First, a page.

Our studio is located in Vancouver's beautiful Chinatown. We believe in ethical and sustainable manufacturing which is why we decided to make all our own handbags in our own studio to ensure the methods and practices were to our standards. The process is very handcrafted. We started each handbag by cutting out the leather, edge coating, punching holes, and setting grommets, rivets and hardware by hand. Then we skive the leather on a skiving machine; a motorized machine the size of a sewing machine that has a drum blade. The drum blade takes off a specific and predetermined amount of leather to reduce thickness at seems. All of our bags are sewing on either our Juki walking foot machine or Signer push pedal machine.
We are obsessed with leather. We spend meticulous hours searching for a perfect leather hide each season. We want a leather that is going to really work hard for our clientele and provide them with a product that will last decades and beautifies with wear. Once we have found a leather we love we will ensure the manufacturing of the leather mets are local economy and ethical practices. Majority of our leather comes from North American tanneries such as our Oiled series from Massachuchets.
This adds the finishing touch to everybag. We believe that hardware should have a purpose and work just as hard for you as the leather and the design of the handbag. We work with a company in Ohio for 98% of the pieces. However, for our custom chain and handles we work with our manufacturer in China. Although our brand ethos is to work with local manufacturers as much as possible we were not able to do so for every aspect of the handbag.
Each design starts with an inspiration. Sometimes it's the leather, a person, or a piece of hardware. Once Stephanie has an idea she starts by drawing out the design in her note book. From there she draws out a pattern on recycled paper, then assembles a mock bag using these paper pattern pieces. Usually each bag takes several variations of paper prototypes before the pattern and design is resolved. Once the pattern/design is finished in paper, Stephanie will use this new pattern to create a second prototype in recycled leather to see how the pattern will work in the leather medium. In this second prototype construction methods are worked and the design is further solidified. Feedback is key in this step. When the bags are in this second prototyping phase we often allow the staff, friends and family members to wear them and see where improvements can be made. Once the second prototype is resolved she will make the pattern in a computer aided design program so the pattern can be laser cut out for accuracy.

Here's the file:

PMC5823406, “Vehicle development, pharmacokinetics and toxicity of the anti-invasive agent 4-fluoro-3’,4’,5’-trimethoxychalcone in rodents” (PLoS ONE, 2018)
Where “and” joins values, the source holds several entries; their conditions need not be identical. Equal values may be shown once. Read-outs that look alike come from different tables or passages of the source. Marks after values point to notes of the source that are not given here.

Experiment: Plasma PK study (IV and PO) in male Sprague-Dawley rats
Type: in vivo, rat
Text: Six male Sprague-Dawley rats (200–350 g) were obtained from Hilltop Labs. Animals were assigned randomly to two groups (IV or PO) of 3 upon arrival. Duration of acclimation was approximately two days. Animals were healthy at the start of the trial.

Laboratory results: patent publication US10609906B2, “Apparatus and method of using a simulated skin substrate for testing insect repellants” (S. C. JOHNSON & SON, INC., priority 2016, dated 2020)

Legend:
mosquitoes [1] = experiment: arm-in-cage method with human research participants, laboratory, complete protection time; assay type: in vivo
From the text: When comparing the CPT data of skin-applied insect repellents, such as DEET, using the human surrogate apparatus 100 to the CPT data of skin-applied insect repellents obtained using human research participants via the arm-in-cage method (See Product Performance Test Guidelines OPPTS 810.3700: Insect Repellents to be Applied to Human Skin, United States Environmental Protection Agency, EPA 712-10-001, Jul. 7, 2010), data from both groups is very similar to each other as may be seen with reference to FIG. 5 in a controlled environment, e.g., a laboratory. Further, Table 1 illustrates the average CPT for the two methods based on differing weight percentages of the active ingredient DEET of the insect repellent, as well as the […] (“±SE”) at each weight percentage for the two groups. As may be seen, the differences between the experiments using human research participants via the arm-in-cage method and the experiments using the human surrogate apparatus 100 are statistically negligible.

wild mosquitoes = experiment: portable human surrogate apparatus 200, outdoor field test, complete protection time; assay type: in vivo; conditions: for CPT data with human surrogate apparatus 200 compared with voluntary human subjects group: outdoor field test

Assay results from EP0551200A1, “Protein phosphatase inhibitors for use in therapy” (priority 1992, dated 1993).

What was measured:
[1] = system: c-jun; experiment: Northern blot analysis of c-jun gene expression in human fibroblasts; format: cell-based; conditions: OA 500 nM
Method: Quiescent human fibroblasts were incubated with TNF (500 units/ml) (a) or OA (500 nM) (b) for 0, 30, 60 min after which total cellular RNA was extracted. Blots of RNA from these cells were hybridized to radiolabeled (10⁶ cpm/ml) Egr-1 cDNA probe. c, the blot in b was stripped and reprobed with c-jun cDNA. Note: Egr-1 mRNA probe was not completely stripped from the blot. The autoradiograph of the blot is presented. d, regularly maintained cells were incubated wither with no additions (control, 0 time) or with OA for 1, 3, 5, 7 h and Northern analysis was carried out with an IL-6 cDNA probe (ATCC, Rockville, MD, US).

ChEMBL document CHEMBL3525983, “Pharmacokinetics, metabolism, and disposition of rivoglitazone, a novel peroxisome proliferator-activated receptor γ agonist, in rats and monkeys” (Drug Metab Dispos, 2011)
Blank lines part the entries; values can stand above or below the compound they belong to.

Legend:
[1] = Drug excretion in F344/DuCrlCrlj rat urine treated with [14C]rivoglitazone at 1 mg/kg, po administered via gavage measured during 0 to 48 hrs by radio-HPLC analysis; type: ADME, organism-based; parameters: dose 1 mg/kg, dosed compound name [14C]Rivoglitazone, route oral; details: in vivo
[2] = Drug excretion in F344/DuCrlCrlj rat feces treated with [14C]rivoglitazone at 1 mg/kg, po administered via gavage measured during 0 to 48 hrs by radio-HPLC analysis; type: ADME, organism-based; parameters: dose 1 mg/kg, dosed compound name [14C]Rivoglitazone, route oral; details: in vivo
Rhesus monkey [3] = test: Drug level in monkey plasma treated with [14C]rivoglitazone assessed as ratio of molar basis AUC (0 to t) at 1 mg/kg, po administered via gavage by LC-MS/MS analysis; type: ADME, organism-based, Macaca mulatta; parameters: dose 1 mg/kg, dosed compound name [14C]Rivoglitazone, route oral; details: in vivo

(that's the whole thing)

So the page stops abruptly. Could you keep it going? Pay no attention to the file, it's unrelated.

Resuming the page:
Local economy, voting with your dollar, and creating a community.
Another reason why we keep our manufacturing in North America is the benefit of a local economy for our community. When a handbag is purchased at Sonya Lee it goes directly into the business, supporting the women of Sonya Lee, paying rent, utilities, paying other creatives (photographers, graphic designers, and web developers) and buying supplies from our north american suppliers - this chain of money flow provides more to the north american economy which in tern hopefully creates more jobs and distributes this wealth to our own community.
Stephanie's brother taught her the importance of voting with your dollar. If you dont believe in the ethics or ethos of a product, dont buy it, thats the best way to 'vote' against their practices. Stephanie lives buy this rule and as the companies owner she insures her best that Sonya Lee adbieds by this rule.
Supporting others in the creative community has always been important to Sonya Lee. Doing something creative can be incredible challenging and frustrating. We do our best to support other brands and artists in our community.